Ten-year-old Peter has a lot to deal with – he’s a blind orphan who has had to learn how to survive by becoming a thief.  However, on one particularly auspicious day, he manages to steal a mysterious box from a traveling peddler.  Inside the box, which he is able to unlock easily due to his spectacular thieving abilities, are three sets of eyes.  When he places the first set of eyes in his empty eyesockets (sounds a little disturbing, I know, but you just have to go with it), he finds that he has been transported to the home of a Professor Cake.  It seems that Professor Cake actually made the special eyes and sent the “peddler” to find Peter.  Peter is destined for adventure, and each set of the fantastic eyes that the Professor made will give Peter a different ability to help him on his way.

What is an adventure without a sidekick?  Peter’s sidekick is Sir Tode, a knight who has been bewitched into a part horse-part kitten creature.  Together the two set off to save the Vanished Kingdom.

While this story draws on several genres – adventure, mystery, fantasy – it is truly unique.  Auxier’s writing is clever and witty and had me laughing throughout, even though there are some pretty terrible things that happen in the story as well.  This is not for the squeamish – which you probably could have figured out from the putting the fantastic eyes into empty eyesockets bit, right?  Well, not to give anything away, but there are also some action-packed battles in the book that are pretty exciting, but quite bloody, too.

I would recommend Peter Nimble to any young reader who likes their fantasy packed with action and adventure.

Recent Read: Like Pickle Juice on a Cookie

9 01 2012

Like Pickle Juice on a Cookie by Julie Sternberg; illustrated by Matthew Cordell

In addition to just being a sweet story, this book is a great title for those kids just beginning to move from easy readers to chapter books.  The chapters are short, and there are illustrations throughout the book.

Young Eleanor is dealing with several transitions and having a rather difficult time of it.  Her beloved babysitter Bibi has moved away, leaving Eleanor feeling very alone.  She is also on the cusp of a new school year, something that brings anxiety to many a child.  Now she must learn how to cope with such stress in the absence of Bibi.  Can her new babysitter Natalie help?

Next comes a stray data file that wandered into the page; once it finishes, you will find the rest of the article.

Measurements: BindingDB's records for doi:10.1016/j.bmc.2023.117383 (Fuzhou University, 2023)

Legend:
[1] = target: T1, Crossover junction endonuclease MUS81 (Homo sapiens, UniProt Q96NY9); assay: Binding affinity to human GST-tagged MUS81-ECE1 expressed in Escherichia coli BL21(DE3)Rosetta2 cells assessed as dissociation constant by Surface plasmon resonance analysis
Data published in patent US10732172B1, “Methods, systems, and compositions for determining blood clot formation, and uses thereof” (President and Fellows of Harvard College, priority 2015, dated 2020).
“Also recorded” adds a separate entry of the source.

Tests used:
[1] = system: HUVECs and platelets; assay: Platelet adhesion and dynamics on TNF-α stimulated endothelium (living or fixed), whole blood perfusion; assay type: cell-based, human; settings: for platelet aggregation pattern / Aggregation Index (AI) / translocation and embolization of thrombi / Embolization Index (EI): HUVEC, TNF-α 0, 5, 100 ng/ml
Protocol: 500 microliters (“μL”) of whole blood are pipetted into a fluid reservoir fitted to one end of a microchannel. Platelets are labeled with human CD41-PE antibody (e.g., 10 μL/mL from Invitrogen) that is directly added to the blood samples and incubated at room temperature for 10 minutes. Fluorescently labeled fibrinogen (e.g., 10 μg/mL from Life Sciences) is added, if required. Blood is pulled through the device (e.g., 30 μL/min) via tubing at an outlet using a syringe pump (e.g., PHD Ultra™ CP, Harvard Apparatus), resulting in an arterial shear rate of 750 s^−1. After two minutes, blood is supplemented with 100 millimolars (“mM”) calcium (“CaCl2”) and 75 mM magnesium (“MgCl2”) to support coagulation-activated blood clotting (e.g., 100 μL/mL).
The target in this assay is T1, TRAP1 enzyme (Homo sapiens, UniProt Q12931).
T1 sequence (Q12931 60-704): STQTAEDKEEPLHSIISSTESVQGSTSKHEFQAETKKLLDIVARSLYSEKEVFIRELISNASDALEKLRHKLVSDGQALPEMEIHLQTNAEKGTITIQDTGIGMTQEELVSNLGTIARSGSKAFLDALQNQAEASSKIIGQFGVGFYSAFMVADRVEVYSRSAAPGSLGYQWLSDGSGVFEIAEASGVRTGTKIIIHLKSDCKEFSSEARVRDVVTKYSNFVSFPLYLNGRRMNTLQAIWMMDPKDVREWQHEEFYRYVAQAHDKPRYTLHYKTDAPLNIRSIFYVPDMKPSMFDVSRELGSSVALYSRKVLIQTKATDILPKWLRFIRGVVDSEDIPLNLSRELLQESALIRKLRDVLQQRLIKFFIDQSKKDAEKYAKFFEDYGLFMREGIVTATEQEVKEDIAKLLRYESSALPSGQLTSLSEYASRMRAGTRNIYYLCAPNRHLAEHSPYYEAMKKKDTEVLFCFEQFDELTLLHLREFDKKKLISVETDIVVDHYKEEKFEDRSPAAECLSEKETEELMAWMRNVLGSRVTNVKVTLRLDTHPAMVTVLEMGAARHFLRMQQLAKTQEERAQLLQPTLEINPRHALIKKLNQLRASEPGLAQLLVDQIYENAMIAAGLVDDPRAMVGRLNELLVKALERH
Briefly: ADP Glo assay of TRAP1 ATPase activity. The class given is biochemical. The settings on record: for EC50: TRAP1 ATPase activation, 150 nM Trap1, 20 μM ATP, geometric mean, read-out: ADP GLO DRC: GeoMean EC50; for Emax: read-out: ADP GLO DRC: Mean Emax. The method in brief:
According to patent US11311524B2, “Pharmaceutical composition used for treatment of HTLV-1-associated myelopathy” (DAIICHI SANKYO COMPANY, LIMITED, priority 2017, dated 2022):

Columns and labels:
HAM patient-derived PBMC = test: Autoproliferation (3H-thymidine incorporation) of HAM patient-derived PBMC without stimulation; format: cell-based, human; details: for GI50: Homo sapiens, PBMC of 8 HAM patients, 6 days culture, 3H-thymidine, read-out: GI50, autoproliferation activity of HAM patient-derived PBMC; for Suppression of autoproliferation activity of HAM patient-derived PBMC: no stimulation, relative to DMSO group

This is a great, realistic story that many children can relate to.  Even though Eleanor is a little sad and anxious during the story, both author and illustrator add in bits of humor and hope for readers along the way.

Recent Read: Pie

7 01 2012

Pie by Sarah Weeks

This book was a nice change from the more intense The Dead and the Gone.

Set in the small town of Ipswitch in 1955, Sarah Weeks has created a scrumptious (sorry, couldn’t help it) tale with Pie.  When Alice’s beloved Aunt Polly passes away, Alice is devastated and just wants Polly back, but the rest of the town can’t wait to get their hands on Polly’s award-winning piecrust recipe.  Polly has been the recipient of the “Blueberry Medal” numerous times, and now everyone else wants a crack at the title.

It seems Polly had other ideas though.  She has left her piecrust recipe to her enormous cat Lardo, and Lardo is now under Alice’s care.   When Lardo disappears and other myterious occurrences take place, Alice and her friend Charlie begin to investigate.

This fun read does deal with the mystery of Aunt Polly’s missing piecrust recipe, but it’s more importantly a story about family, dealing with loss, and even developing your individual talents.  Just for added fun, Weeks has included pie recipes at the beginning of each chapter for the reader to try.  Simply delicious!